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BERLIN (Reuters) - The U.S. travel sector is bracing for a year in which a strong dollar and uncertainty over President Donald Trump's travel ban could deter visitors, industry representatives said at the world's biggest tourism trade fair in Berlin.
Trump on Monday signed a revised executive order banning citizens from six Muslim-majority nations from travelling to the United States.
Those countries account for a tiny percentage of U.S. visitors, but there is growing concern that the order could hurt the image of the United States and scare other tourists away.
"I'm glad that the travel ban has been revised, but it still has some problems. It sends a message that we are not welcoming," David Kong, chief executive of U.S.-based hotel group Best Western, said on the sidelines of the ITB trade fair.
"As leader of our country, the President needs to be aware that there is collateral damage," he said.
The U.S. dollar has gained more than 5 percent against the euro over the past six months, making it more expensive for travellers to visit the United States.
New York City was expecting foreign tourist numbers to remain unchanged at 12.7 million but has cut its forecast for 2017 by 300,000.
"It's too soon to tell exactly what's going to happen," Britt Hijkoop, a senior manager at NYC & Company, told Reuters, adding that New York hoped to be proactive with its advertising. The city has spent $3 million on a marketing campaign with the slogan "Welcoming the World".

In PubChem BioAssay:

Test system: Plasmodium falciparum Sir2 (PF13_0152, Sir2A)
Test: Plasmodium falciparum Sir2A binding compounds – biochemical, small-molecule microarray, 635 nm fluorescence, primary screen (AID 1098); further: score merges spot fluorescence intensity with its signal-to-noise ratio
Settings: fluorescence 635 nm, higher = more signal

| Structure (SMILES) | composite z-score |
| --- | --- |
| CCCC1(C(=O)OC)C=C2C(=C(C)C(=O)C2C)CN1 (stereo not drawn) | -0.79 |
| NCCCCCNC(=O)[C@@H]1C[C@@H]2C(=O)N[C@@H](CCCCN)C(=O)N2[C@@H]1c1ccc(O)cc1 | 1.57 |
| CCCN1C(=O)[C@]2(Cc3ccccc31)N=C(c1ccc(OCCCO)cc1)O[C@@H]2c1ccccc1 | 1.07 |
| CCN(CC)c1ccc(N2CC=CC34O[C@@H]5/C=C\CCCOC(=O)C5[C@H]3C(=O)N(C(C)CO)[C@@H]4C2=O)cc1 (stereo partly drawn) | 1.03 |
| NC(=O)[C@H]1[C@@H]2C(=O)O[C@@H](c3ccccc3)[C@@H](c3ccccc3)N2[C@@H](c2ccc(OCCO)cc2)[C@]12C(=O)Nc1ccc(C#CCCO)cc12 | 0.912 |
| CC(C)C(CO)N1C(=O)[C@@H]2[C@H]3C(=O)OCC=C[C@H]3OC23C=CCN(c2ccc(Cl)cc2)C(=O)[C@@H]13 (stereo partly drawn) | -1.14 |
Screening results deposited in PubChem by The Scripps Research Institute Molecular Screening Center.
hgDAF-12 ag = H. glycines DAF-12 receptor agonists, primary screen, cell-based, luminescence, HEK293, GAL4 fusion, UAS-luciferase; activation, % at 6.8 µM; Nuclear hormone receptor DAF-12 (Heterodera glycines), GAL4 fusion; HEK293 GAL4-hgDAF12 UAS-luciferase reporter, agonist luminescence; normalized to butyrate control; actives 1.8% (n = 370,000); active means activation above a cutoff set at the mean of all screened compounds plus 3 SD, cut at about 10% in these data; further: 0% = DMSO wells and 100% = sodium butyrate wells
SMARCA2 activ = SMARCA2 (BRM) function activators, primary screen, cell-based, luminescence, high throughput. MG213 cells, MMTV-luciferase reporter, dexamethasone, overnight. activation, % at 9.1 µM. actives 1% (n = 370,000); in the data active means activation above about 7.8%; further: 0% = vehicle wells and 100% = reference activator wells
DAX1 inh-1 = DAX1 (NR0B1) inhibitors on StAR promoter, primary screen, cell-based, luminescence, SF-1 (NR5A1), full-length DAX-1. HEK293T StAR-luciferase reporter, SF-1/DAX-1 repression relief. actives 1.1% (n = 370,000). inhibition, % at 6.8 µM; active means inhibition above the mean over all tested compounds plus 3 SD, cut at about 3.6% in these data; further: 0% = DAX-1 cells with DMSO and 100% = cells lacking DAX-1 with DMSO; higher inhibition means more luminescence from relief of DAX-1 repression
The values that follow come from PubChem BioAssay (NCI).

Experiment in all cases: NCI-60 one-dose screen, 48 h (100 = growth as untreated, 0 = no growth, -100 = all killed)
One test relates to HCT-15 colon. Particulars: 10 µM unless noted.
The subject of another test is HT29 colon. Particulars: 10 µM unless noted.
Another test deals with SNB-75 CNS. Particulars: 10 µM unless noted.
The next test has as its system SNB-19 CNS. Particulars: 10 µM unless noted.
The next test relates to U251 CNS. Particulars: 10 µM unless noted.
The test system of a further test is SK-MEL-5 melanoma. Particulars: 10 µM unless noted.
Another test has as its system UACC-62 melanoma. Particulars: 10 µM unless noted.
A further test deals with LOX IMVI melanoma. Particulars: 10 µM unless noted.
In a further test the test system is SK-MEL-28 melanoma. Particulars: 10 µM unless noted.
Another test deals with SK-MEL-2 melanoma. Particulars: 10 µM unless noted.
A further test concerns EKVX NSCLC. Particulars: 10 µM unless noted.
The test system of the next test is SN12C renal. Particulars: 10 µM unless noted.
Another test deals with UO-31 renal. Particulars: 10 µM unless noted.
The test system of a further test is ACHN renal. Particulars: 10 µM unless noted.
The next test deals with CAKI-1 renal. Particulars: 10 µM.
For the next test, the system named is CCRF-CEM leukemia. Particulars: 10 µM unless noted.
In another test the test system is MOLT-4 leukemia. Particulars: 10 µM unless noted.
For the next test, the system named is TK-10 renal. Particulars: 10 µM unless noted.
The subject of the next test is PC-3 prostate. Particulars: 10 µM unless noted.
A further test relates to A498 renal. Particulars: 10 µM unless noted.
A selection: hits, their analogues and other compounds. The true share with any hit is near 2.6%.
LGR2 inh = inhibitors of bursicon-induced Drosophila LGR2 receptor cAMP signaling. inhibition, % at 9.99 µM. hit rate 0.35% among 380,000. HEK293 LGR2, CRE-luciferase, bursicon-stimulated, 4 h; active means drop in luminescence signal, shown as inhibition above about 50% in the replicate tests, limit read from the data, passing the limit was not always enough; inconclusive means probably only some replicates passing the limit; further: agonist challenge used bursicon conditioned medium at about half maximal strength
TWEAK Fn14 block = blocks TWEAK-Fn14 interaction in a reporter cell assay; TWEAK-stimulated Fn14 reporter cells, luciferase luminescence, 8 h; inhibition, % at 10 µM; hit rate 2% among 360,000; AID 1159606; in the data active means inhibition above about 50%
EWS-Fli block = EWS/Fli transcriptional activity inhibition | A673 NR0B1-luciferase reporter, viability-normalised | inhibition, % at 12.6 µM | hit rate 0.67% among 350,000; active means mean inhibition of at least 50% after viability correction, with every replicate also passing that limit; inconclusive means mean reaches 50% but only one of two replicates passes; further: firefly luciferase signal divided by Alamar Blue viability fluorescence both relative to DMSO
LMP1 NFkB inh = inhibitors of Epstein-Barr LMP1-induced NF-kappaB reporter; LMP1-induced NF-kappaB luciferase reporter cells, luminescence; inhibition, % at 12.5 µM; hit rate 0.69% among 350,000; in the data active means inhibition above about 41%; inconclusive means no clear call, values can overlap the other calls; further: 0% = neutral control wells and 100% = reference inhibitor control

Las Vegas, another major tourist destination, hopes business with trade conventions and a wide price range for accommodation will keep growth robust, said Heidi Hayes, Director of Communications for the Las Vegas Convention and Visitors Authority.
Las Vegas had a record 42.9 million visitors last year, with about 7 million from outside the United States, and forecasts an increase to 43.2 million this year.
But a survey by the Global Business Travel Association (GBTA) indicated business travel, an important source of income for hotels and airlines, could suffer due to the ban.
Some 37 percent of U.S. business travel professionals said they expect a reduction in their company's travel because of Trump's revised executive order, while 17 percent of European travel professionals said their company has already cancelled business travel to the United States.
Dubai-based Emirates airline said at the fair its booking rate for flights to and from the United States took a 35 percent hit overnight after the first travel ban and had not yet recovered.
Other aviation executives including Doug Parker, CEO of American Airlines, the world's largest carrier by passenger numbers, have said recently they have not yet seen any discernible effects of the executive order.
United Continental Holdings CEO Oscar Munoz last week expressed concern, however, at a Washington aviation summit.
"There is certainly a lot of clamour and certainly a lot of concern," he said.
Additional reporting by Alana Wise; Editing by Julia Glover and Toby Davis